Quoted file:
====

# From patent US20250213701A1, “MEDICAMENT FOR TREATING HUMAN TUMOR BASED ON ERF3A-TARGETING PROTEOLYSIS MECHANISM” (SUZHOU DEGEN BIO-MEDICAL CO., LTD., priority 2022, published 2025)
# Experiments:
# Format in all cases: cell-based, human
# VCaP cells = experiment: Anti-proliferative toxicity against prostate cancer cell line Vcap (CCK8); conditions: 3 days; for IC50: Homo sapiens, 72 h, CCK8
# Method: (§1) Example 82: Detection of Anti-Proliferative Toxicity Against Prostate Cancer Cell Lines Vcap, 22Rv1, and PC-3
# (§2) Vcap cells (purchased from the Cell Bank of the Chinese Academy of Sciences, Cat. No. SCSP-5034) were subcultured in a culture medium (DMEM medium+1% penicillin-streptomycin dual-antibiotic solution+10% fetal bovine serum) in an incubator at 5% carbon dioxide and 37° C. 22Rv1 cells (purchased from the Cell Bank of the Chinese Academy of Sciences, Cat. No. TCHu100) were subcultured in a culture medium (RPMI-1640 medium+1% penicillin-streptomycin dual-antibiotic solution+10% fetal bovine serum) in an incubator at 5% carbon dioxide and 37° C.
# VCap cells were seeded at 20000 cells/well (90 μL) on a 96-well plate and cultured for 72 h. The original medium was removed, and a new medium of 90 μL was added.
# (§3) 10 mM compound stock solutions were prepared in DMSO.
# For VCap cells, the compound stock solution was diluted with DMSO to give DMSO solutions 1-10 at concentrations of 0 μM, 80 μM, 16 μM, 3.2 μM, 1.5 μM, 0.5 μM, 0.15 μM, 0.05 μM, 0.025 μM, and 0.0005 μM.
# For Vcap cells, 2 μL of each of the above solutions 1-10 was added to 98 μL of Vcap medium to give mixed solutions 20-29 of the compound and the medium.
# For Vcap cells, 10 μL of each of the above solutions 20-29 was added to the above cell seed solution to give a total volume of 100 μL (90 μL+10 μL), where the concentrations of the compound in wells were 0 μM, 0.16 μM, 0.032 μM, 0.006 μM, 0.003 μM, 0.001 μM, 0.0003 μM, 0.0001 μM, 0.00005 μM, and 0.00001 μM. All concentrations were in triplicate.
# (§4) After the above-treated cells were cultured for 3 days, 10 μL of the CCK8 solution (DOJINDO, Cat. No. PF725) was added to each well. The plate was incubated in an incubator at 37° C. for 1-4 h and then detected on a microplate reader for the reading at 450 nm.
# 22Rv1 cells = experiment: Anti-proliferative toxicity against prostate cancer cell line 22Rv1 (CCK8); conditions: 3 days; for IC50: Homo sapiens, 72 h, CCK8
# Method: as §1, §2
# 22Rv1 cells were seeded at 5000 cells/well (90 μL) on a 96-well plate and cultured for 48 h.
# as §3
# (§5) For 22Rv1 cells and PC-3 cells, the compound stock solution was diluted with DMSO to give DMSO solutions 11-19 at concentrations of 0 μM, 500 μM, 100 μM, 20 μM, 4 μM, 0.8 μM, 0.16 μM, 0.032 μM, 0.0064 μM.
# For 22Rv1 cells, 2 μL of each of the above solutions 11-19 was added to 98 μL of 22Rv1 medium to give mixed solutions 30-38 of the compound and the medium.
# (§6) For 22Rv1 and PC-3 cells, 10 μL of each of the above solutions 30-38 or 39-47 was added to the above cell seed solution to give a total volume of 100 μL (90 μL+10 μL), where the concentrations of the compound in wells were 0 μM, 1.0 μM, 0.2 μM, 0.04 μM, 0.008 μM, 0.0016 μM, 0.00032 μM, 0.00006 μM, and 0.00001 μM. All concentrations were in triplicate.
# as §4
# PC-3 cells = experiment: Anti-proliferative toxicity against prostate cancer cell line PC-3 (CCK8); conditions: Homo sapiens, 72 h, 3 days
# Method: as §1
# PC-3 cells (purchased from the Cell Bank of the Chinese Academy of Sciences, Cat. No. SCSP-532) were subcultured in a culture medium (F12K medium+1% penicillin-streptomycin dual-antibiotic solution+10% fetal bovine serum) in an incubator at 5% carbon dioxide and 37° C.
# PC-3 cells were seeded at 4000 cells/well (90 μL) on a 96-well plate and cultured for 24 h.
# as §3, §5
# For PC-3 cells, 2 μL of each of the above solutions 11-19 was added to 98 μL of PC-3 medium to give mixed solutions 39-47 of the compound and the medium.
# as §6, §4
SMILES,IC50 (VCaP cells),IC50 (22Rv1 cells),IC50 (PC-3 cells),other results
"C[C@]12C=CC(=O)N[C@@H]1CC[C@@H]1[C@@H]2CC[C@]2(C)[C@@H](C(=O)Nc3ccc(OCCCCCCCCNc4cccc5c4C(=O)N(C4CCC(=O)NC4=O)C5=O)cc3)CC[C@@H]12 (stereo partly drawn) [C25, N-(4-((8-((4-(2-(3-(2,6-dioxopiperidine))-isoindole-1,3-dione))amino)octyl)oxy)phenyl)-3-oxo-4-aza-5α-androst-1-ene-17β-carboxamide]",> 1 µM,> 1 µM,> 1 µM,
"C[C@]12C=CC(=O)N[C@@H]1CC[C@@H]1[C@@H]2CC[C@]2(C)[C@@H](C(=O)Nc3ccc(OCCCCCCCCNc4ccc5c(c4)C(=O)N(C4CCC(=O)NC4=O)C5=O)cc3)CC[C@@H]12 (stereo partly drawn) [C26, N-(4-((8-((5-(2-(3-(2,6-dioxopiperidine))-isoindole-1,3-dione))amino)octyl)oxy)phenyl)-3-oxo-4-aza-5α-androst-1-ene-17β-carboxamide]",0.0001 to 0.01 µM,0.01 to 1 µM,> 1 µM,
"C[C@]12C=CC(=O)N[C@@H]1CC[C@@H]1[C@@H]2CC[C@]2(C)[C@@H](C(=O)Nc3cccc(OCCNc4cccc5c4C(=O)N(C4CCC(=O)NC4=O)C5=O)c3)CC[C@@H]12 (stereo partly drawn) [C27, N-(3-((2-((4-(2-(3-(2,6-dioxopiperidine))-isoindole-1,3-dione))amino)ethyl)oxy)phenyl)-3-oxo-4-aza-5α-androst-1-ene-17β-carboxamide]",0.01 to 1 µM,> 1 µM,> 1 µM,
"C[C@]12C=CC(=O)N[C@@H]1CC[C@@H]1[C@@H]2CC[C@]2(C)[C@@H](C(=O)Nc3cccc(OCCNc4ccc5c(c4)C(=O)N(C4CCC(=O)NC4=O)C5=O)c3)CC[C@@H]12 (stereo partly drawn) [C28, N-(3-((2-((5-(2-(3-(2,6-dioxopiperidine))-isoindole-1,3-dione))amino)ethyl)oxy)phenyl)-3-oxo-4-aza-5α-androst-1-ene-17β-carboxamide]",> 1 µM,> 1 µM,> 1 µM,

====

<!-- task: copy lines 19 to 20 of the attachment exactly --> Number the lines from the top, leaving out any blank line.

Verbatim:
# (§6) For 22Rv1 and PC-3 cells, 10 μL of each of the above solutions 30-38 or 39-47 was added to the above cell seed solution to give a total volume of 100 μL (90 μL+10 μL), where the concentrations of the compound in wells were 0 μM, 1.0 μM, 0.2 μM, 0.04 μM, 0.008 μM, 0.0016 μM, 0.00032 μM, 0.00006 μM, and 0.00001 μM. All concentrations were in triplicate.
# as §4